Hot Dog Vendor Clinton Tarver Gets Windfall After Cart Destroyed In Right-To-Work Protests
It was supposed to be a protest to advocate workers' rights, but a gathering of union members in Lansing, Mich., last week reportedly resulted in thousands of dollars of damage to equipment belonging to small-business owners, including Clinton Tarver, owner of Clint's Hotdog Cart and Casual Catering.
Tarver says that his cart and supplies were destroyed by "violent" pro-union demonstrators during the rallies against so-called right-to-work legislation in Michigan. The proposal, which bans unions from mandating that workers pay dues, was signed into law on Dec. 11 by Gov. Rick Snyder, despite protests by thousands, including teachers.
Tarver said that he didn't take a stance on the controversial law -- "I'm not on this side, I'm not on that side, I'm just doing the job," he told Lansing TV station WLNS. He was hired by a conservative group, Americans for Prosperity, to serve hot dogs to supporters inside one of two tents erected on the Capitol lawn, according to a report on the MLive website. Americans for Prosperity was founded by the conservative industrialists, the Koch Brothers, known for their anti-union stances.
Tarver and several of the group's supporters were inside the tent, when protesters began trampling on it and yelling racial slurs, Tarver told another Lansing-area station, WILX-TV. "People standing on my table, smashing it, dumping my chili out on the ground, cheese, sauerkraut," Tarver said. "Throwing the soda and coolers." Hot dogs and buns were ruined, as well, to the the tune of about $400.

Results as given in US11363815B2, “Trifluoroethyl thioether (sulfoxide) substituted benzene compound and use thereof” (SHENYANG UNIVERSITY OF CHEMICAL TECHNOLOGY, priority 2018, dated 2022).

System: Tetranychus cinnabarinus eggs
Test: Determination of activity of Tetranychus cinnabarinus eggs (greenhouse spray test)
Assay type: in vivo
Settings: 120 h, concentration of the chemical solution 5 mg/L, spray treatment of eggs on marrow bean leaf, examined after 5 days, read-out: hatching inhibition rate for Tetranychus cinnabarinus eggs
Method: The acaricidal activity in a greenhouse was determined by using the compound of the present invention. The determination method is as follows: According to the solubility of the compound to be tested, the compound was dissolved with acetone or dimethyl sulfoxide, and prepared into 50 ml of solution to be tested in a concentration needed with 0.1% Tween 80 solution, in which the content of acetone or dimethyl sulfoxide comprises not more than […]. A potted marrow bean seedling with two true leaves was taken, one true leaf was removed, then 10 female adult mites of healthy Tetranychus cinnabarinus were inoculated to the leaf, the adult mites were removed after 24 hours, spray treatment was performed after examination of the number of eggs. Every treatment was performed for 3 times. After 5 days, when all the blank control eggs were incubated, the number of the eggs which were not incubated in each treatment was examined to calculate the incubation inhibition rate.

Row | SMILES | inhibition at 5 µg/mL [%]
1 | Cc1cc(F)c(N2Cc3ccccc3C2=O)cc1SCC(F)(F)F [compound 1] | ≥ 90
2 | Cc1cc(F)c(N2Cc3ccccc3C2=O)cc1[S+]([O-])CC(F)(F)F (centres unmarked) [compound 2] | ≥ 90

After word spread of the damage to Tarver's catering equipment, a Capitol staffer, Lorilea Zabadal, decided to help by setting up an online Support Clint fundraising site, with the goal of raising $2,000 to help Tarver get back up and running. In a matter of days $33,500 had been raised.
"What happened to Clint absolutely broke my heart, and I thought, 'Hey, someone has to do something about this,' " said Zabadal, a Republican aide to a state representative who set up a page for Tarver on GoFundMe.com. "I never expected this. I never imagined that at all."
Tarver told Fox News on Friday that he was overwhelmed by the generosity. "The public has shown such love to me. You never know your true friends until you get down. ... You learn from your endeavors."
According to Fox News, Tarver won't be selling dogs curbside again until March, when he'll unveil a new hot dog cart, thanks to his new-found fortune.
But given the amount of windfall, he also plans to share the wealth with others.
"I have sick sister, so I'm going to help her out," he said. "And I'm going to help my church, too."
Tarver is grateful to Zabadal -- a friend of Tarver's wife through Facebook -- for her concern, particularly because she's a vegetarian.
"It's really odd that she started this website for me," he told Fox News. "So there's going to be a Lorilea hot dog -- and it'll be vegetarian."
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David Schepp has spent more than a dozen years covering business news for the electronic and print media, including Dow Jones Newswires, BBC News, Gannett Co., and most recently at AOL's DailyFinance. Nearly 10 years ago, he started writing a weekly People@Work column, looking in depth at issues facing workers in today's workplace. The syndicated column appeared in newspapers and websites nationwide before it made its debut on DailyFinance in 2010. Schepp now continues that tradition at Aol Jobs, covering the jobs beat and providing readers insight and analysis into the nation's challenging employment scene.
Schepp holds a Bachelor of Arts degree in journalism from Metropolitan State College of Denver.
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